Last updated on Jun 25th, 2015 at 12:19 pm

The day the gynaecologist told us that there was a 100% chance that our unborn baby girl had Down Syndrome, was one of the most devastating of our lives. I cried all the way from her practice rooms back to work.

If I knew then what I know now, I would have been jumping for joy for being given the honour to raise such an incredible human being.

Defining Down Syndrome

Down Syndrome is a chromosomal disorder caused by an error in cell division that results in an extra  21st chromosome.

The syndrome leads to impairments in both cognitive ability and physical growth that range from mild to moderate developmental disabilities.

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That’s all it is. An extra chromosome.

Dhiya’s birth story

Our little Dhiya was born with two holes in her heart and a dilated heart chamber. She spent the first four weeks of her life at the Park Lane Neonatal ICU learning to breathe and suck. Some of the nurses didn’t think she would leave soon, but kind Sister Pat insisted that we try breastfeeding and within four days of starting, she was discharged.

There are various myths about Down Syndrome, and since having Dhiya, I can say they are not true…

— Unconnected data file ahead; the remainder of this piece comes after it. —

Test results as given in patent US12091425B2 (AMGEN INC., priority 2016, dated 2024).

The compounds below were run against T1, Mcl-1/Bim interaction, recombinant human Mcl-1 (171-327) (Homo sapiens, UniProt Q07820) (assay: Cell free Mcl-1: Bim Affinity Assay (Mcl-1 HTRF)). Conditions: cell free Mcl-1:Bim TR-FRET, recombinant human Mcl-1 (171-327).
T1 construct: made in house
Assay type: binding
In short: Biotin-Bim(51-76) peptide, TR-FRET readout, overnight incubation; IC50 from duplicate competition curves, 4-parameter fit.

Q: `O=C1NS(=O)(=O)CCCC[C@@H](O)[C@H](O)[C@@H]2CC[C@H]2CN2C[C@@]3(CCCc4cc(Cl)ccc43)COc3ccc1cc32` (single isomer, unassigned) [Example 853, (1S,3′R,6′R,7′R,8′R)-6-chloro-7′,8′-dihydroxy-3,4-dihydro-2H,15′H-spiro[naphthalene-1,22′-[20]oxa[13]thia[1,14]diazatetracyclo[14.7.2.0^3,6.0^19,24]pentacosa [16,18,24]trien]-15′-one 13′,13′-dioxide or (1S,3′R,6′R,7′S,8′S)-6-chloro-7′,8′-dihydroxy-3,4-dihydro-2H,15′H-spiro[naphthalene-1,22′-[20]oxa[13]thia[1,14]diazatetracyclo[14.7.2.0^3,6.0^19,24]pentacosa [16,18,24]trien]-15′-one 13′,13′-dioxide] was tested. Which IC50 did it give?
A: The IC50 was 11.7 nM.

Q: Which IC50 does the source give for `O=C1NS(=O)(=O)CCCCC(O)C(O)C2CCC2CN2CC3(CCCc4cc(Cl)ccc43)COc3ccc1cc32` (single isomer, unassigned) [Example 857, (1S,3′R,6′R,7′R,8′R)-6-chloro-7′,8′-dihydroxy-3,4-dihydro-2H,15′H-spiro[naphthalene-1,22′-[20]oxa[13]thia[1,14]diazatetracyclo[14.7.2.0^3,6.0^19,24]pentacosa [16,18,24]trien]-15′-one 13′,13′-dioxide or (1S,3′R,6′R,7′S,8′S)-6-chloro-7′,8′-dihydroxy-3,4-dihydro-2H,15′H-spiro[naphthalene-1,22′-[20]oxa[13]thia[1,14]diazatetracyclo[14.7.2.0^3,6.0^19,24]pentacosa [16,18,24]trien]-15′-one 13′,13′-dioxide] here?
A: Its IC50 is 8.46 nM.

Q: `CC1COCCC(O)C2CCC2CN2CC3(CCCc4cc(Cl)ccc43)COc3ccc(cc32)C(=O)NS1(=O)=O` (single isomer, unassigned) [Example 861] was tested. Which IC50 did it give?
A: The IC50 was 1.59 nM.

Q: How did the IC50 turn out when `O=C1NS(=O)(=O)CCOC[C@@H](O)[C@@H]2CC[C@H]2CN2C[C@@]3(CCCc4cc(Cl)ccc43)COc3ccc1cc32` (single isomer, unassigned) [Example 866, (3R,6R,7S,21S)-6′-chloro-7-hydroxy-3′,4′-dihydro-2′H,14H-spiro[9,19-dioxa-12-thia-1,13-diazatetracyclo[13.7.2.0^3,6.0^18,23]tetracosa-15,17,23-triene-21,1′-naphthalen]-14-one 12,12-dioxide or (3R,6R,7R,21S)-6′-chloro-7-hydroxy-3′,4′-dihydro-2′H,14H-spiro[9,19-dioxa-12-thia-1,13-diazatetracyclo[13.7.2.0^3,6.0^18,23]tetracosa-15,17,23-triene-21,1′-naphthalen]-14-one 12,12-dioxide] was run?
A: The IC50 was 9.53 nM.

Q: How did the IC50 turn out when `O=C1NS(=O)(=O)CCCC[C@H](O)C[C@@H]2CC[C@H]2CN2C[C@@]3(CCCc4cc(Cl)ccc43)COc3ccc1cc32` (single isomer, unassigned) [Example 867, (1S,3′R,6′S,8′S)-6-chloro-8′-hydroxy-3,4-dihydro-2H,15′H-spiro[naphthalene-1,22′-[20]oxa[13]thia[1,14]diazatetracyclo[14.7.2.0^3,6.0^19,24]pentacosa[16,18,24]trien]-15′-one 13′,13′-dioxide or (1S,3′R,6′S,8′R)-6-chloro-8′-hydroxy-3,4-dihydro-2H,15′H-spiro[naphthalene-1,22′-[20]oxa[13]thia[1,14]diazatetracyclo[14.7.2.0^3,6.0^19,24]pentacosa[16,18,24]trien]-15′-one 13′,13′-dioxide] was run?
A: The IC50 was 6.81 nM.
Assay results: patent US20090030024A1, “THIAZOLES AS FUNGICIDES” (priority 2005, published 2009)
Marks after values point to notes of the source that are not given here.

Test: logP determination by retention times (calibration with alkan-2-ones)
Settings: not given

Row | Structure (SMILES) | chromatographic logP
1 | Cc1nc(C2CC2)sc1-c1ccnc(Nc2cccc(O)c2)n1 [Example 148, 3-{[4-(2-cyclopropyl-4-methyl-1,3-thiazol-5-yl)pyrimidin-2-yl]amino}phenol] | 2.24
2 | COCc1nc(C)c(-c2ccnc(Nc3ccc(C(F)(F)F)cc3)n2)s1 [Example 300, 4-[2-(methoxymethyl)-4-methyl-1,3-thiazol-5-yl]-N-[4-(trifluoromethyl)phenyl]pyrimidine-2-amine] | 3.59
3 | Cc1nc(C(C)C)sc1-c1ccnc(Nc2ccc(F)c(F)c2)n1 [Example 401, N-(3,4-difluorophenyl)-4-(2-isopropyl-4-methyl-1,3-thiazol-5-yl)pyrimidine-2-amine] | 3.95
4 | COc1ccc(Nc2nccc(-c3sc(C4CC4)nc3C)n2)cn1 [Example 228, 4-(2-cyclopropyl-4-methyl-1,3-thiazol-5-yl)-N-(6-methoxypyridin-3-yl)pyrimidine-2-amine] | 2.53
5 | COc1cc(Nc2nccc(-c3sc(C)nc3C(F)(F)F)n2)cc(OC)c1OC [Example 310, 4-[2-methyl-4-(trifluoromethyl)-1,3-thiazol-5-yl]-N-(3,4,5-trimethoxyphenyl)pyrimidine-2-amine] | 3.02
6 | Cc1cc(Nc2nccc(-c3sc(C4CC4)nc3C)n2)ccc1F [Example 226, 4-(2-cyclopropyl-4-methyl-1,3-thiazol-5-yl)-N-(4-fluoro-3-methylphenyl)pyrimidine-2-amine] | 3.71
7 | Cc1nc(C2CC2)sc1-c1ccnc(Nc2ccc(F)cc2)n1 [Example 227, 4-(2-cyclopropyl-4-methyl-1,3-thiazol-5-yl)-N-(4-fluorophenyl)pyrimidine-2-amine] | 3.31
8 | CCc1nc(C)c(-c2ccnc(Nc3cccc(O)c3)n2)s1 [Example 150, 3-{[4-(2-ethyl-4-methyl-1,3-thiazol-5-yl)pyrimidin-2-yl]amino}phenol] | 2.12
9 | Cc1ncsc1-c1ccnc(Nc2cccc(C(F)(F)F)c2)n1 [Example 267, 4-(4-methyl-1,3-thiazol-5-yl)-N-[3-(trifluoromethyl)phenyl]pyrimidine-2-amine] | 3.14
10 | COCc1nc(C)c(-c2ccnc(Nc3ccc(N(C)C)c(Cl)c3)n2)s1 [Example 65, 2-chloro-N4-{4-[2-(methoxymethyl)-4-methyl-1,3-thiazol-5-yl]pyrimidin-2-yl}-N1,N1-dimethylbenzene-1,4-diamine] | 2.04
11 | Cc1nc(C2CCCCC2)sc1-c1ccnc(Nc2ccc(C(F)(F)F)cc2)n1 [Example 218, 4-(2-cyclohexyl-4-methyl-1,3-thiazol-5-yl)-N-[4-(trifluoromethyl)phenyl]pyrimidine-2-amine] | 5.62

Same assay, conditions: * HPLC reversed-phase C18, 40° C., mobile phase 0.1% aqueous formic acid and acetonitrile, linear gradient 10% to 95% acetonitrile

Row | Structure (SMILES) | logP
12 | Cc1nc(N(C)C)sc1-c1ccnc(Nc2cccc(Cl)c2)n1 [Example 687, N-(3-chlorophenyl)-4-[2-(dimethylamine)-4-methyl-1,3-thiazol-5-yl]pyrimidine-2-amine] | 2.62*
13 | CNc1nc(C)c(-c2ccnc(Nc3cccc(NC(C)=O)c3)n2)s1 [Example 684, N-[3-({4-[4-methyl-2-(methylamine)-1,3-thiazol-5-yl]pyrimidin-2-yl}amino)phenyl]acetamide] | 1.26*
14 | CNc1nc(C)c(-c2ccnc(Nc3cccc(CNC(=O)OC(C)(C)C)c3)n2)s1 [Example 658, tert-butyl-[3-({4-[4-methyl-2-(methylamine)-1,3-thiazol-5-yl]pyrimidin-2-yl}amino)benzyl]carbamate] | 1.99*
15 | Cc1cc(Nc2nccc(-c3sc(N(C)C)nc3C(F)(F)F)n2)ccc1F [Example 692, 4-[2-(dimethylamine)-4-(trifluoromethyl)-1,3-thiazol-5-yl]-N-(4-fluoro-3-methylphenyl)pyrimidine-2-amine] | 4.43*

Myth one: Babies with Down Syndrome cannot breastfeed

Truth: Babies with Down Syndrome can breastfeed, and do so successfully, despite their enlarged tongues. It benefits them as it would any other baby in terms of general health and improvement in cognitive ability.

Myth two: Children with Down Syndrome must be placed in a special school

Truth: Children with Down Syndrome participate fully in public and private educational programmes. There are in fact cases of Down Syndrome children excelling in many areas, such as mathematics and reading.

It is the inclusivity that is the biggest advantage to their development. At 15 months, Dhiya loved nothing more than her daily reading sessions.

Myth three: Children with Down Syndrome are always happy

Truth: These children experience a full range of emotions, just like everyone else. They respond positively to kindness and friendship and feel hurt and pain just like you and I do.

Myth four: Having a sibling with Down Syndrome will be a hardship for a ‘normal’ child

Truth: Most families report that their ‘normal’ children are more compassionate and tolerant of people because of their experience of having a sibling with Down Syndrome. The sibling relationship is generally a typical or normal one – full of love, occasional arguments, and togetherness.

What is a ‘normal’ child anyway?

Is it crawling at 11 months? Then Dhiya has done that. Is it saying ‘dada’ or ‘mama’ at the age of eight months? Then Dhiya has done that. Is it being madly in love with your two smelly brothers? Well, Dhiya is crazy about hers.

The only special needs a Down Syndrome child has, is to be loved and cared for, just like everyone else